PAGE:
Tuesday, March 07, 2006

The Tuesday After

I visited New Orleans...but, it wasn't during Mardi Gras...and it wasn't in this decade. I was there when my oldest child was just two and M. and I were still so new to one another. Today, I am interested in soil and sand...in fire and water...elementals. I am interested in flowers trailing down wrought iron balcony rails in New Orleans and wondering about the state of the streets I stalked. Even then, I wanted an authentic experience far from the tourist traps and surface scene. Hurricanes were had by my companions and myself until, light-weight that I am, my brain rattled and spun...my skin was silk to me--I could have sat with my feet in that polluted dangerous Mississippi and rubbed my own arms all night long.

In so many ways, the whole French Quarter felt a prelude to a disaster. Men said hello, but really just dangled their beads--thinking that was why we were there. Married old lady, I wanted to scare them off when they sat trying to talk to my then-single-sister and her then-single-friend, spouting free verse and narrowing my eyes with something like, "I'm from the sea--the sky--I sprang fully formed from my father's brow. I rose from the water with seaweed growing into my hair. My body is wet sand and an ocean you'll never sink into. My body is blue--my heart, echoing waves. I want to devour the whole sky, my longing for it is so great. I want to birth the moon--my body waxing full and light. This is what I think about while you prattle on...It isn't your fault, but you are guilty anyway." But, the strangers wouldn't have been the only ones I scared off and New Orleans was not a town to visit alone.

New Orleans felt like a cemetery to me then--I felt ghosts tracing their fingers over my collarbones and kissing my spine. I wanted to sit on a cement stoop and watch the little boys pickpocket strangers--the lonely neon girls pressing themselves to thin panes of glass in the red-light district windows. I might have learned something from the midnight graveyard tour--but, we were warned away by the vagrants and robbers--only the dead were safe. My favorite moments came in the daylight hours when I sat on a bench and watched the street performers and tarot card readers sprawled out on the steps of a massive soot-covered church...neither seeming out of place with the other somehow. I was nearly out of money when I saw the wooden mask sculpture by a local artist beckoning me...so, I didn't eat dinner our last night there--I went hungry for art and now I have the curious countenance of the mask checking me out each day as I come and go from its perch on my wall. It was so worth it...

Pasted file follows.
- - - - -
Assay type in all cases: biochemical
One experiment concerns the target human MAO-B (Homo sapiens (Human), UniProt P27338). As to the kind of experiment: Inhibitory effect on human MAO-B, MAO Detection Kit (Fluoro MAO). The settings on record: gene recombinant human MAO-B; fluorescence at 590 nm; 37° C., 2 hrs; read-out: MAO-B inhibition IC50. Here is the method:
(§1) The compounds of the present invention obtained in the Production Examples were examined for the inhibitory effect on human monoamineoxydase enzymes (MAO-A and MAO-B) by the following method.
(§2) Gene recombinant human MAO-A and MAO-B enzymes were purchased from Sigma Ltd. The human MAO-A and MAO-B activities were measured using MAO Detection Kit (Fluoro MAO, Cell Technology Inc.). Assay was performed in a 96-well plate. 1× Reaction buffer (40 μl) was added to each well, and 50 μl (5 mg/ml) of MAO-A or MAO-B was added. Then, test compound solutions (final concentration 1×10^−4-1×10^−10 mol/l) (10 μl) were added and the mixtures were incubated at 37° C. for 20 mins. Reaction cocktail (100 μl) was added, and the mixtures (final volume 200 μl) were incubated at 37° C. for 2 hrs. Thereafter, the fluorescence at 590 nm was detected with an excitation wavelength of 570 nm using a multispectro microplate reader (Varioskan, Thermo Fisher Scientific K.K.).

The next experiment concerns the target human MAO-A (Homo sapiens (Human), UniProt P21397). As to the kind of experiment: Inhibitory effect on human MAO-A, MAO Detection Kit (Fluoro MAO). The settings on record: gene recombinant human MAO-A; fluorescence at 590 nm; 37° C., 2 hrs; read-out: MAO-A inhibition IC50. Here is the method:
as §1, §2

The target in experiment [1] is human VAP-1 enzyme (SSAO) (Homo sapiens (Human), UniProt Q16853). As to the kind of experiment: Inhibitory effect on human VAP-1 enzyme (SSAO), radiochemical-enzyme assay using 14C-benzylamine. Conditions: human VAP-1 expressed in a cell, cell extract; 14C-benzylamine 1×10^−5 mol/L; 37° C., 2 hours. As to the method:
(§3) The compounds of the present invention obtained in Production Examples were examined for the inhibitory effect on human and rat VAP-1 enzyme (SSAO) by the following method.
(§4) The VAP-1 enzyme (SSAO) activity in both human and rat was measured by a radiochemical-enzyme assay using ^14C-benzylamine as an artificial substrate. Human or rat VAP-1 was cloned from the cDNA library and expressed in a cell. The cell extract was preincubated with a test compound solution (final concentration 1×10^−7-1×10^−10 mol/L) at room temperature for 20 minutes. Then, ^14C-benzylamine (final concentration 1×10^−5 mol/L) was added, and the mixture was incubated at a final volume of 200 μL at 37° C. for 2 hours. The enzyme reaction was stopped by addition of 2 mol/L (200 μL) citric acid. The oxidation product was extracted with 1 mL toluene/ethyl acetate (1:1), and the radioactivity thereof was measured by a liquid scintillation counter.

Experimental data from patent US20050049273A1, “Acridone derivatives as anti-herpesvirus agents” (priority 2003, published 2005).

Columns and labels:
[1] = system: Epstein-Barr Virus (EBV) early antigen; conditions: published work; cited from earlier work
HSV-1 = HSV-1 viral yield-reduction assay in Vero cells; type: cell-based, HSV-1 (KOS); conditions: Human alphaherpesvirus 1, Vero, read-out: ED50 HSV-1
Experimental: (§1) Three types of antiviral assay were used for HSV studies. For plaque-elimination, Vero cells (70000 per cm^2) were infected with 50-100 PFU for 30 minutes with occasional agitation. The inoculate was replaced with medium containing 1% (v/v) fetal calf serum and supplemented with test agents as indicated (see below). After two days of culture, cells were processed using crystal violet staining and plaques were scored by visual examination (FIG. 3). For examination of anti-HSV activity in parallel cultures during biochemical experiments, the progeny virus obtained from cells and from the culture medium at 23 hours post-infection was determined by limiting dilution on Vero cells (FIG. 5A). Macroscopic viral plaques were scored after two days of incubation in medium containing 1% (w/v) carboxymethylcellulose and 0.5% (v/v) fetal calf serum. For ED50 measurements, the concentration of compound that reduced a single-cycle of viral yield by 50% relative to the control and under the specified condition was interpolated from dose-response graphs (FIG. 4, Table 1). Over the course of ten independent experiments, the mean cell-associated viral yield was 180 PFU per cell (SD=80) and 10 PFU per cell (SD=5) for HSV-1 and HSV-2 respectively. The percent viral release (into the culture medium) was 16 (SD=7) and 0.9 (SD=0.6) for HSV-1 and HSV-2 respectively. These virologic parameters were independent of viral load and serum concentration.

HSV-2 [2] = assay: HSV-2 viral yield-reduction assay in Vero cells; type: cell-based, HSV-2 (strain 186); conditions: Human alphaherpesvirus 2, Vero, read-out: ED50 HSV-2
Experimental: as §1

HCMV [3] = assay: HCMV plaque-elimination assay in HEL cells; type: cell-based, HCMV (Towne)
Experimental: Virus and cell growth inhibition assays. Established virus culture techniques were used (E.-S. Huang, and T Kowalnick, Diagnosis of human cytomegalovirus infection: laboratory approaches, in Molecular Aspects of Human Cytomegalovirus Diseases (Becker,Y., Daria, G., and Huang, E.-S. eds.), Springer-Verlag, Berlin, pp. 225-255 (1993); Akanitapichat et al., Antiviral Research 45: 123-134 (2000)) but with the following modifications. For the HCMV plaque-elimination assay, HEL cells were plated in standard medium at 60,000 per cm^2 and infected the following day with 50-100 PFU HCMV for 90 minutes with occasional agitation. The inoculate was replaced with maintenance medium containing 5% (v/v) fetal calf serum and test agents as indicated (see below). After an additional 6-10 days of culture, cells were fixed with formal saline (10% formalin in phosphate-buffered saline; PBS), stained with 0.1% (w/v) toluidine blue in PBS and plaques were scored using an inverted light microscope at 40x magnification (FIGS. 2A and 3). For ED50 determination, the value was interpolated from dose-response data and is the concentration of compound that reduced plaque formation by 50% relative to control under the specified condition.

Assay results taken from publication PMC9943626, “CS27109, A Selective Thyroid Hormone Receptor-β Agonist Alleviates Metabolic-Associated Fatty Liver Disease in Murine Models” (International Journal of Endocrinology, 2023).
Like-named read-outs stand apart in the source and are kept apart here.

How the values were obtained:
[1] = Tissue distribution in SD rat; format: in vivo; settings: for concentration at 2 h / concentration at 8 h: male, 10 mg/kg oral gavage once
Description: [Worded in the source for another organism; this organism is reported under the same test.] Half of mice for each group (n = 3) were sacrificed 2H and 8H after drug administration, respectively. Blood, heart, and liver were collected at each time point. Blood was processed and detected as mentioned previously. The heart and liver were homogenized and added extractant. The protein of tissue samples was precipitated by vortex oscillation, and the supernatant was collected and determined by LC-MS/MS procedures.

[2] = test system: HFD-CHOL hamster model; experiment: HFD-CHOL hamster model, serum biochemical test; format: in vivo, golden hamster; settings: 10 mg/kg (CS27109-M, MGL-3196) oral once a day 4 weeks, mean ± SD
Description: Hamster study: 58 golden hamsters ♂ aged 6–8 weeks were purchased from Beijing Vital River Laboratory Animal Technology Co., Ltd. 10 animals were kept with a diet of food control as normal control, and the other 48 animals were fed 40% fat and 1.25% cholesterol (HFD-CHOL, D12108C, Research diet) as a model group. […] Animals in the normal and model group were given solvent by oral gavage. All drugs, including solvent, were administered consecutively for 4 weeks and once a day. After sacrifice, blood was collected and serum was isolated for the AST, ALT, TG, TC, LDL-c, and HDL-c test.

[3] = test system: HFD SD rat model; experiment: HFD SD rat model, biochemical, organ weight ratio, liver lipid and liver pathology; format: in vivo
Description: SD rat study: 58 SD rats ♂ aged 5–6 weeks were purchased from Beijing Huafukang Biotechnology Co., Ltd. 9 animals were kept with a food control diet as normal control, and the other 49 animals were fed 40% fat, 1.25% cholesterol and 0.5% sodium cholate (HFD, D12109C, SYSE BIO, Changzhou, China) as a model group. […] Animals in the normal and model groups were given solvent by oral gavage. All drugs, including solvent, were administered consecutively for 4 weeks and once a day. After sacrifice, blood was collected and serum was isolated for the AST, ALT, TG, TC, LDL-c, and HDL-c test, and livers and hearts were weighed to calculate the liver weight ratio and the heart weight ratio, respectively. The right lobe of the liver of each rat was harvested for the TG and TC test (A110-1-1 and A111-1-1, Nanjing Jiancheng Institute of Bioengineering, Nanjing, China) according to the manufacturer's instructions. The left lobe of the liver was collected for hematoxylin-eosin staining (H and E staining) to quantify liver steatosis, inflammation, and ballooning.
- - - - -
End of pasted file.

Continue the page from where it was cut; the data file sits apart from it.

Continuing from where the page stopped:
While I was there, I desperately missed M. and my baby girl. I had never been away from either of them before and I realized how I would forever be split between the places I thought I wanted to travel to and the home I wanted to never leave again. We passed the last burlesque on the strip on the last night and the girl's shadow crossed my body--for a split second, she was all over me with her wild movements and stiletto heels. I thought of the hours I spent at home making shadow puppets on the wall for my Petunia. We'd lie down on our backs in the bed and I'd find the right angle from the fluorescent streetlamp outside. Then, she'd lapse into silence and I'd make birds, bunnies, and dogs blossom in silhouette. The dancing girl's shadow burned across my skin and I brought her home with me from the city of excess...a tattoo no one could see but me...when I looked at myself once back on familiar ground, electric and alive in the darkness.


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